Cuthbert grew up near Melrose Abbey, Scotland, which was then in Northumbria, and in his youth tended sheep on the Lammermuir hills above the abbey. When he was about 18 he had a life changing experience. He had a vision of the soul being carried to Heaven by angels, and , next day he learned of the death of St. Aidan, the first bishop of Lindisfarne. This vision may have inspired him to enter holy orders at Melrose. When the monastery at Ripon was founded, Cuthbert was chosen to be its master.Being adherent of the Celtic Rite tradition of the Catholic church, Cuthbert returned to Melrose in 661 after Ripon decided to adopt the Roman Rite. In 664 he became Prior of Melrose after the death of Prior Biosil, his mentor.

Moving on to Lindisfarne.
His Priorship at Melrose did not last long. In the same year the Synod of Whitby settled the on-going dispute between Roman and Celtic in favour of the former and Cuthbert had to adopt the Roman rule. He was sent to the Priory of Lindisfarne to ease the transition of this process.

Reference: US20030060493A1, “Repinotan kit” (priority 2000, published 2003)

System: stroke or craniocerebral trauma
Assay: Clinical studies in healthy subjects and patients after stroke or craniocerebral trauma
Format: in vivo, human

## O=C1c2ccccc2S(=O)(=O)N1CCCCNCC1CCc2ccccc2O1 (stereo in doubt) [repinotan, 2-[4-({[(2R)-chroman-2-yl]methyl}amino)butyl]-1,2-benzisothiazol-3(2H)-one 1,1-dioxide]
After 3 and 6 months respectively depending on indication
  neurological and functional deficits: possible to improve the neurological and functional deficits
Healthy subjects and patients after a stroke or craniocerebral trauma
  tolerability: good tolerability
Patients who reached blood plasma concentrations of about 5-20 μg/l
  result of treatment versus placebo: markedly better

In 676 he was given leave to retire to take up the simple life of a hermit, which was his desire. He moved to the nearby Farne Island opposite Bamburgh, which was very remote. After several years as a hermit Cuthbert was reluctantly persuaded by King Ecgfrith of Northumbria to return to a more active role in the church and became Bishop of Lindisfarne.

King Ecgfrith and Bishop Trumwine persuade Cuthbert to leave his seclusion on the Farne Islands to become Bishop of Hexham AD 684.
The above painting is by Victorian artist William Bell Scott, and is one of Scott’s panel paintings in the Central Hall at Wallington, Northumberland. The Eider Duck ( bottom left of painting ) is significant with St. Cuthbert, who protected the colony that breed on the Farnes. About 1,000 pairs still breed there every year.

Cuthberts life as a hermit emphasised his love for all of God’s creatures and he is the north of England’s equivelant of St. Francis. When he instituted the special laws to protect the Eider Duck colony and other seabirds nesting on the Farnes it became the first known instance of bird protection laws.

Cuthbert and the Otters.